• G01RMEASURING ELECTRIC VARIABLES; MEASURING MAGNETIC VARIABLES
    • G01R31/00Arrangements for testing electric properties; Arrangements for locating electric faults; Arrangements for electrical testing characterised by what is being tested not provided for elsewhere
    • G01R31/28Testing of electronic circuits, e.g. by signal tracer
    • G01R31/317Testing of digital circuits
    • G01R31/3181Functional testing
    • G01R31/3185Reconfiguring for testing, e.g. LSSD, partitioning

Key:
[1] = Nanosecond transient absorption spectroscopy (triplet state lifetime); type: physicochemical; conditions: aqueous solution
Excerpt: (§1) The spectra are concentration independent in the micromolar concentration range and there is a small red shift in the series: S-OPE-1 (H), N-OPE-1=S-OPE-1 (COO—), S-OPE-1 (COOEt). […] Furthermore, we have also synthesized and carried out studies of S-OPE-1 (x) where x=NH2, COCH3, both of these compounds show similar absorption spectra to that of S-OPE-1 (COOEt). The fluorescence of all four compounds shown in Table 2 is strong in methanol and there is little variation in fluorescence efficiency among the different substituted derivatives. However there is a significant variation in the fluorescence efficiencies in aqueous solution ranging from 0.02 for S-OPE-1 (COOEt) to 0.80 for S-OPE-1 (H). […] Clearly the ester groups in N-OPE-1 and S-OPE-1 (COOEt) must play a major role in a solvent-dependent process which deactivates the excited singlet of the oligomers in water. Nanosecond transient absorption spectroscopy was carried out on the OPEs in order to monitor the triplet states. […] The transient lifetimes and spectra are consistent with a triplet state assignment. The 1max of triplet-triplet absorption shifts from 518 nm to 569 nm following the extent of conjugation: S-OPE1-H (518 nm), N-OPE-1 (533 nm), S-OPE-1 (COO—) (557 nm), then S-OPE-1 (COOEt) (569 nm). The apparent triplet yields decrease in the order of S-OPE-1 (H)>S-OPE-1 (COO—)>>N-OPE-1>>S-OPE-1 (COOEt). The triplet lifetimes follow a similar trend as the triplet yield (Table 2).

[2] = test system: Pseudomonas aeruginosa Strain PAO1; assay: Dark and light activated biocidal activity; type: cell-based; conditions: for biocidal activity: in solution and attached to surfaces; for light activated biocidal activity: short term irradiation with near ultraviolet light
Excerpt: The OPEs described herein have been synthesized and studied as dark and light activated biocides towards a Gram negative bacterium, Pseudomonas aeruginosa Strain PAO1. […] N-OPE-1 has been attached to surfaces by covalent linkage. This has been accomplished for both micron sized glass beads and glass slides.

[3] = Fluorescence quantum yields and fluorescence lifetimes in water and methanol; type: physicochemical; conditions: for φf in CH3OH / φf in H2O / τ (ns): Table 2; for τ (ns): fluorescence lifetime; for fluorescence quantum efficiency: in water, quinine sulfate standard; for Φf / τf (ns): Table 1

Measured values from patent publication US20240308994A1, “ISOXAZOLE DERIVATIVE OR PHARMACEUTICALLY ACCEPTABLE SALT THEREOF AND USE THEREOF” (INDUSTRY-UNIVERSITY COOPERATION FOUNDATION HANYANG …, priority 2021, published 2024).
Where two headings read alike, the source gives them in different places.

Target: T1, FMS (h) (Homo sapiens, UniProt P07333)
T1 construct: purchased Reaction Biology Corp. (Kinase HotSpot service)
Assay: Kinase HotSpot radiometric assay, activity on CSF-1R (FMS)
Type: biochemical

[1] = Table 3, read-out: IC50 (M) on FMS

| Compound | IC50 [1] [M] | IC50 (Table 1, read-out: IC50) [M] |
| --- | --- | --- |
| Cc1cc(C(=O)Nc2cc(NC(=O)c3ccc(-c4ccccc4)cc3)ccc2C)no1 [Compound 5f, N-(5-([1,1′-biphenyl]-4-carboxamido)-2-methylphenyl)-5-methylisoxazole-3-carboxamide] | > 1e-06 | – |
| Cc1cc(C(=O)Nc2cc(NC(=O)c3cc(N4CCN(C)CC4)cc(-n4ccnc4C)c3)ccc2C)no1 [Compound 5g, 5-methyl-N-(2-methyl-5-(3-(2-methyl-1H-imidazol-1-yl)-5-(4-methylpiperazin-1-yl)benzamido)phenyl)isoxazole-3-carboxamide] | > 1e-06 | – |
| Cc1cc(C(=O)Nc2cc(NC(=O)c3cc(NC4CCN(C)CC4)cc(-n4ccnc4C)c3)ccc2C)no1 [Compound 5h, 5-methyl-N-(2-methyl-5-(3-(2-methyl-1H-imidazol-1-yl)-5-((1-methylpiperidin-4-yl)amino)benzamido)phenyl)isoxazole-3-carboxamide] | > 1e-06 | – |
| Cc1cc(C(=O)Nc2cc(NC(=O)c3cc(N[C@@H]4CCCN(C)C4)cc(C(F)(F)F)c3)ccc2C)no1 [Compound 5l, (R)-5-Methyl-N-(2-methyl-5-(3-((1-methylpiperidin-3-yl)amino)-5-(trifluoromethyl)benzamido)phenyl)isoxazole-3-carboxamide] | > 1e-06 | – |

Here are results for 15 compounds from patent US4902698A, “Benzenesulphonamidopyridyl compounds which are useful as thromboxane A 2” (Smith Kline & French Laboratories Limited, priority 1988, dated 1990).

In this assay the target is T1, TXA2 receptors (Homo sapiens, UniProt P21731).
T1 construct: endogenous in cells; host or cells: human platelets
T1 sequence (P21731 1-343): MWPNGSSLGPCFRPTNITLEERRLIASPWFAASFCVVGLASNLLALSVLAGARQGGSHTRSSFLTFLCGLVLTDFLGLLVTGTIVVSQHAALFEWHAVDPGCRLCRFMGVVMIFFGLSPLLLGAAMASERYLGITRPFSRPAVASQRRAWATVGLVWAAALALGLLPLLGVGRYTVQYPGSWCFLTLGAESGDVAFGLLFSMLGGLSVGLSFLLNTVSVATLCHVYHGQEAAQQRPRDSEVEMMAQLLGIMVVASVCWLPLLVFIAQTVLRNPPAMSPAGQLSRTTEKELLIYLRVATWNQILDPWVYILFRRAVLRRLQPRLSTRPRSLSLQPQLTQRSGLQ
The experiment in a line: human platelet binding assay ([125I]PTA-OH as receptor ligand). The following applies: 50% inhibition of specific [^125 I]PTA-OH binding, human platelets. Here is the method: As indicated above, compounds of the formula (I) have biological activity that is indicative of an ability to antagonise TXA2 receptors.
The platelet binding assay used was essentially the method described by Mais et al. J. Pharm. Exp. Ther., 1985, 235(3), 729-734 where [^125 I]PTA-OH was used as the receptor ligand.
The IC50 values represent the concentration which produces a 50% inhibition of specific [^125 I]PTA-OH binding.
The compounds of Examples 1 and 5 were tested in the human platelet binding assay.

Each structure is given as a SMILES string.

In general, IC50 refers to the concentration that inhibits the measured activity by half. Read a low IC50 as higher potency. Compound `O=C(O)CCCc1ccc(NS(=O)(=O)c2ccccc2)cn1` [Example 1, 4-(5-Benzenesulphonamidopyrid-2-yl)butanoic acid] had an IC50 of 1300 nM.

• G01R31/318533Reconfiguring for testing, e.g. LSSD, partitioning using scanning techniques, e.g. LSSD, Boundary Scan, JTAG
    • G01R31/318569Error indication, logging circuits
    • GPHYSICS
    • G06COMPUTING; CALCULATING; COUNTING
    • G06FELECTRIC DIGITAL DATA PROCESSING
    • G06F11/00Error detection; Error correction; Monitoring
    • G06F11/22Detection or location of defective computer hardware by testing during standby operation or during idle time, e.g. start-up testing
    • G06F11/26Functional testing
    • G06F11/27Built-in tests

Abstract